Tuesday, November 6, 2012


For this class’s final project, I’ve enthusiastically decided to go with the second option of creating a video.   The main focus of the video will be myself being interviewed (in the same manner that the subjects where interviewed in the UP! Series) by someone you can’t see (a close friend of mine).

I will include my friends and family and speak on our relationships but I won’t actually interview them.

Some of the subjects I will cover:

-What experiences in life have led you to where you are now?
-What’s most important to you in life right now?  Why?
-What drives you in life and what do you ultimately want to accomplish? 
-What is your relationship like with your immediate family and why?
-Who are your friends and why?
-Why and what are you studying at St Johns?  Why are you in school?
-What do you want to be “when you grow up?”
-Where are you living?  What neighborhood, what city, with whom?  Why?
-Where do you want to be at 28 and 35?
-Girlfriend?  Why or why not?
-Hobbies?  Interests?

I really want to focus on this critical time in my life: after the Marine Corps, before my career, this whole college thing.  Where I am in life.  What drives me?  Where I want to go in life.  What do I ultimately want to accomplish?  I think it will be interesting to look back at this in 10, 15, 20 years and see if I succeeded in doing what I wanted to do.  I’m going to try to ask similar questions to the ones asked in the UP! Series. 

Besides me actually sitting down and being interviewed, I will show scenes of my neighborhood, the city, (and explain why they’re so important to me), my family being my family, my friends being my friends and me out and about doing things I do on a regular basis.

I will really only predict my life and not make predictions on much else.  I will start this project by getting together with my friends that are going to interview me and map out or let them come up with questions.  From there we will film the actual interview segment.  After that, I will go around with a camera filming clips I want to add into the interview until the videos ready. 

The introduction will be a few short clips of: me and my friends out partying/drinking, me at the gym, my with my mom, my dad, then from there I will transition in the interview, my city, my neighborhood, etc.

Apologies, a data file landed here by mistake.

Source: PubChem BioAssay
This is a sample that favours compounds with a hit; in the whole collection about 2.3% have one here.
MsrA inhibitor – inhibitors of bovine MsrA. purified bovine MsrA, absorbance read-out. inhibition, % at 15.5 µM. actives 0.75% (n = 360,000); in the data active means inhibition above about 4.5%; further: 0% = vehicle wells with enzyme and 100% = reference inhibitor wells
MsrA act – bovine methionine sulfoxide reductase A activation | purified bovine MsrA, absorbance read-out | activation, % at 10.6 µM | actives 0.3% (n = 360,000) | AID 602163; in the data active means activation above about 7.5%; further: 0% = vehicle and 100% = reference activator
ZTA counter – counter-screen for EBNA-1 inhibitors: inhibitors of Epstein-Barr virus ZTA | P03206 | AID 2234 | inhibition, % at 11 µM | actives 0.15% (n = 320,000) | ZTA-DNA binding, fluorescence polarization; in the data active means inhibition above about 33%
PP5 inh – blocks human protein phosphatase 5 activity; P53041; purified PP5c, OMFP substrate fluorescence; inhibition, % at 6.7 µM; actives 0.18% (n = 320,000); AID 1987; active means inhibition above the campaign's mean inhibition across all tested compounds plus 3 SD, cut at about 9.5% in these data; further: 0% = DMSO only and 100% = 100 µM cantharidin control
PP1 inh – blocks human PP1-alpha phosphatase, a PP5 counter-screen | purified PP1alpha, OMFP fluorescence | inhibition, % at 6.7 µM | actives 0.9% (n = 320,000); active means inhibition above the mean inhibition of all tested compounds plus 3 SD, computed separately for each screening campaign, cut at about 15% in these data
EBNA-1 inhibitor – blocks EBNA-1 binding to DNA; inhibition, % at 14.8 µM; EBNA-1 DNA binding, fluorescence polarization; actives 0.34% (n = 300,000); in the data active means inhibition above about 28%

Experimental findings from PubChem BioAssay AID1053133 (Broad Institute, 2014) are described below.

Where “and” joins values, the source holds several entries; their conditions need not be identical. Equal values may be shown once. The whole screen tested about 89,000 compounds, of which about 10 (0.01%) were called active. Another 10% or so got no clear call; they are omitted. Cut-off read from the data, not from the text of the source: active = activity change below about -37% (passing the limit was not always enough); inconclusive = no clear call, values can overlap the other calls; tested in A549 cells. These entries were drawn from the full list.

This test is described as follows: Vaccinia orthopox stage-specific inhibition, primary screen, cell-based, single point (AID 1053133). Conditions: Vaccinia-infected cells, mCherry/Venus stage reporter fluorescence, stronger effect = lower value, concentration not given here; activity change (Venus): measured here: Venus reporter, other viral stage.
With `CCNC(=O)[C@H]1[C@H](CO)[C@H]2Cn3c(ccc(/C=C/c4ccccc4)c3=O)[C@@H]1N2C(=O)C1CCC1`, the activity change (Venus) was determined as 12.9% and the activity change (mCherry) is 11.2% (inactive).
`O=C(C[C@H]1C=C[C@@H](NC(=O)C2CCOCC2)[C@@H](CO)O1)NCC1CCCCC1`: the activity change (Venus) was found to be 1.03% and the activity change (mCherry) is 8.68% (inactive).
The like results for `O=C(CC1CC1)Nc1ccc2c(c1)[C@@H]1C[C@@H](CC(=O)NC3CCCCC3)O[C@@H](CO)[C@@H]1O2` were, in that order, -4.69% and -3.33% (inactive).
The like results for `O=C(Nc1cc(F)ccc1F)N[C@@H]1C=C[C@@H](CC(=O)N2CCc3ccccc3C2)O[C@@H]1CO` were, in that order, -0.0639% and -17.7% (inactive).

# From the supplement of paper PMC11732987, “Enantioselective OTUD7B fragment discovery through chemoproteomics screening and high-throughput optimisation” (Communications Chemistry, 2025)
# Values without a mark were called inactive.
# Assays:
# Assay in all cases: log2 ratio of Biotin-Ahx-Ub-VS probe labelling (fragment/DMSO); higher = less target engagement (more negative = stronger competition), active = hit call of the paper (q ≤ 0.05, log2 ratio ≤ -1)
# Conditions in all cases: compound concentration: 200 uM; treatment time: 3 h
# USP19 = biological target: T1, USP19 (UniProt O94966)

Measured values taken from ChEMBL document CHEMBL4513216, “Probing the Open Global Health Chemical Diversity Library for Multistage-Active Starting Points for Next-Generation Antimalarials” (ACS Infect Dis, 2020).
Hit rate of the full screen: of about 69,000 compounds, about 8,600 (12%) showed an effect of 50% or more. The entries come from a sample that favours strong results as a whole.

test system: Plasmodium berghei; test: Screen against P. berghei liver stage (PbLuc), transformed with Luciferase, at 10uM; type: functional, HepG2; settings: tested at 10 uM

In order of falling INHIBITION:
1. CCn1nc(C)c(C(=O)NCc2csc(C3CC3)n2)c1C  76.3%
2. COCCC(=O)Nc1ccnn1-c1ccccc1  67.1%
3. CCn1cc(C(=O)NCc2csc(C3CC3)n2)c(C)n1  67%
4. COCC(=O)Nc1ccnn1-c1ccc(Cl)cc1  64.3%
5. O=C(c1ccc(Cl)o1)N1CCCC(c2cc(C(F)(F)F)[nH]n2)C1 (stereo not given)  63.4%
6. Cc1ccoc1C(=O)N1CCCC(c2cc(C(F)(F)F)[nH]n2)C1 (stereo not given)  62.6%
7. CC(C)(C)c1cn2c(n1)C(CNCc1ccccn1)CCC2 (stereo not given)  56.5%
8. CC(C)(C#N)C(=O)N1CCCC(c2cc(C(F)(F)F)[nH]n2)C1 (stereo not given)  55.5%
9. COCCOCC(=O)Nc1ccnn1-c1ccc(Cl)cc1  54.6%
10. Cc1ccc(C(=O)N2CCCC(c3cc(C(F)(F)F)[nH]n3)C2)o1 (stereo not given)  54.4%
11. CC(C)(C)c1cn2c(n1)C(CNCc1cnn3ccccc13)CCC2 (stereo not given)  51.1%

In Reporting on Your Own and Writing about People: The Interview, Kalita and Zinsser explain what interviewing really is and how do it properly.  Interviewing is more than sitting down, asking a few questions, writing down the responses, going home and putting it on paper.  To interview correctly is a long hard process that takes a lot of work and there’s a few things that an interviewer always has to keep in mind.  My favorite point was Zinsser’s point on finding the human element in anything.  Finding the human element (to anything) and exposing it brings life to an interview or any work.  It can make the most boring subject interesting.  This reminds me of the move “Waiting,” a movie about a restaurant. This doesn’t really sound interesting and a movie simply about a restaurant wouldn’t be interesting.  But the film finds the human element of the restaurant (the workers), and exposes it.  Their experiences at work, interactions with costumers, the shenanigans that go on in the “the back,” (the kitchen, freezer, and other areas of the restaurant that a costumer wouldn’t see) and this all makes for a very interesting and very entertaining movie.  This also reminds me of anytime someone documents a conflict or war.  It’s one thing to talk about the political reasons behind the conflict but to interview people living the conflict brings life to the documentary and makes it interesting.  The documentary goes from being about two fighting political parties to being about the locals living through the conflict;  their struggles and hardships, or the soldier fighting the conflict; his pain, his struggle, the horrors he endures.  Another strong point in the articles (this one by Kalita) was that when one interviews it is necessarily to forget everything we already knew about the subject of the interview.  An interview is meant to tell a story, from a specific persons point of view: their opinions and their stances.  We cannot bring what we already know to the interview.  Doing so would be to bring our own personal opinions and cloud the direction and outcome of the interview taking away from its authenticity.  And lastly, (to me) the most insightful point in these articles was (Zinsser’s) the point on the process of coming up with an interview worth publishing and an interviewing staying true to the interviewee.  Coming up with an interview worth publishing means taking many different interviews and extracting worthwhile material out of them and putting it together into one flowing interview that makes sense.  This takes a lot of work, and a lot of times it might mean rewording some of the quotes or editing sentences so that they make sense.  Though that’s a necessary part of the process, it’s always important to stay loyal to your interviewee and not put words in his mouth or change the message the interviewee had to say.